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Wednesday, 10 July, 2002, 01:44 GMT 02:44 UK
Michelangelo drawing found in museum box
The drawing
A rare Michelangelo drawing worth more than $10m has been discovered in the back room of a museum in New York.

The drawing was made in the mid 1500s, according to officials at Manhattan's Cooper-Hewitt National Design Museum.

Such a discovery occurs "once in a museum's lifetime," said Paul Thompson, the museum's director. "It's the stuff of children's story books."

The drawing is of a seven branched candle-holder - often called a menorah - in black chalk on cream coloured paper.

The artwork is unsigned but officials at the museum say they have had it unanimously authenticated by scholars both in the United States and Europe.

It is believed to be one of fewer than 10 Michelangelo works in the United States.

Amazing find

The drawing was spotted by Sir Timothy Clifford, director of the National Galleries of Scotland, while on sabbatical at the Cooper-Hewitt museum in April.


You recognise a Michelangelo as you recognise a friend

Sir Timothy Clifford
"To find a new drawing by Michelangelo is very exciting, but to find a drawing by him of a menorah and, moreover, in New York, is almost incredible," he said.

A specialist in Italian Renaissance art, Mr Clifford spent two weeks sifting through a box of light fixture designs by unknown artists in the museum's newly opened Drue Heinz Study Center, a repository of European and American design.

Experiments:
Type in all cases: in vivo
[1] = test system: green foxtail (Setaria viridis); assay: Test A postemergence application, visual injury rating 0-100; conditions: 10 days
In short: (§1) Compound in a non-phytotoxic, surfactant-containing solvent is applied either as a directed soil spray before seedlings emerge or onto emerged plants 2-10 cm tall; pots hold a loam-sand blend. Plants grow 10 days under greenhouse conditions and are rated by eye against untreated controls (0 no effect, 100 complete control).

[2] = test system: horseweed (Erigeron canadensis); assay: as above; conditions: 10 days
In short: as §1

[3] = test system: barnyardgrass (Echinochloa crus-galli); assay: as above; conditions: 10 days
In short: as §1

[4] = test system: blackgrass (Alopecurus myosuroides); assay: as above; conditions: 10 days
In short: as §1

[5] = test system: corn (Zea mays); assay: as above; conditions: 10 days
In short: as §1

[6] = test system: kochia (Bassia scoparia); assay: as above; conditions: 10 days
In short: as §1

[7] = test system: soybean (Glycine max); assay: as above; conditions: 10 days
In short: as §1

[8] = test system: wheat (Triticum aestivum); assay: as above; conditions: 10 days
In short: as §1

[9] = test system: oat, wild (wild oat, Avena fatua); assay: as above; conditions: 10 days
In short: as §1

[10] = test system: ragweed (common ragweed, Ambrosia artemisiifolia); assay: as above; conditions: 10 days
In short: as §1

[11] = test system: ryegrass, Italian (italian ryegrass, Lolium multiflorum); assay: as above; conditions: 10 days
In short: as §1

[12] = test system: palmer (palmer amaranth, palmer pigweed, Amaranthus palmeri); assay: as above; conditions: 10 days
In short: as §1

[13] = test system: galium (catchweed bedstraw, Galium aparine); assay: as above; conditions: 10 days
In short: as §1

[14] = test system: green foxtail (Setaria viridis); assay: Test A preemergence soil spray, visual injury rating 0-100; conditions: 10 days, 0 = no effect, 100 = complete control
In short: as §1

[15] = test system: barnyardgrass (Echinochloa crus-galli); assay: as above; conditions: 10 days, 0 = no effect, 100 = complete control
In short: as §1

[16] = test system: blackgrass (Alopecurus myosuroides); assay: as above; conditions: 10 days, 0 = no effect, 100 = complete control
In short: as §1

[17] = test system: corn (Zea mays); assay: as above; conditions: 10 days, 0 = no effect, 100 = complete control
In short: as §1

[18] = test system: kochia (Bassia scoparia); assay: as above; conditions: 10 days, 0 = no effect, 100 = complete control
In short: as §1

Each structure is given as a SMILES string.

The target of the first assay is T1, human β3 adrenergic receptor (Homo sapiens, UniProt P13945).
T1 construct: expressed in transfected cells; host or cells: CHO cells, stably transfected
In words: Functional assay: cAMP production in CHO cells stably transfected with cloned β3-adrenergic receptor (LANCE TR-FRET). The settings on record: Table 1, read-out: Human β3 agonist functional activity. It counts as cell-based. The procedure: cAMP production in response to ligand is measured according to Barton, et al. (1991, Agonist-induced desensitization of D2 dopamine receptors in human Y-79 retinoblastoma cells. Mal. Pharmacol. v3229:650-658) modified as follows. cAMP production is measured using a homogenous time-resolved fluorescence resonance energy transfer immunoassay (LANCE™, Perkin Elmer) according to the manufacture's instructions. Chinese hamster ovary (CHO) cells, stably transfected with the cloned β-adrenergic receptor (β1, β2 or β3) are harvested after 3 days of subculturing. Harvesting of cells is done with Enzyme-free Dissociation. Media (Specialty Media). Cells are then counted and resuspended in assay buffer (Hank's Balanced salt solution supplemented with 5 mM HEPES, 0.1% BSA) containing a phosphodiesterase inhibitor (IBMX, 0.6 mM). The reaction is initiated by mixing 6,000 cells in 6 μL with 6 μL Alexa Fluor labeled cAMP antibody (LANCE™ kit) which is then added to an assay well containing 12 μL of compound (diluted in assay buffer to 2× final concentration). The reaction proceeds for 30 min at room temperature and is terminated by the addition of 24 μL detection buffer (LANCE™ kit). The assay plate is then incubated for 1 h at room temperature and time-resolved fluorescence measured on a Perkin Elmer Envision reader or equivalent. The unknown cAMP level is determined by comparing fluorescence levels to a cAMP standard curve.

When he saw the distinctive style of the drawing, Mr Clifford immediately identified it as a Michelangelo, but other experts were more sceptical.

"You recognise a Michelangelo as you recognise a friend," Mr Clifford insisted.

Since then, other Italian Renaissance art scholars in the United States and abroad have unanimously agreed the drawing is a Michelangelo piece.

It was purchased by the museum in 1942 for $60, and its current value is estimated at between $10m and $12m, art dealers said.

It is thought the drawing came to the United States from London, but its history before that remains unknown.

The Cooper-Hewitt museum now intends to put its rare find on display sometime next year.

See also:

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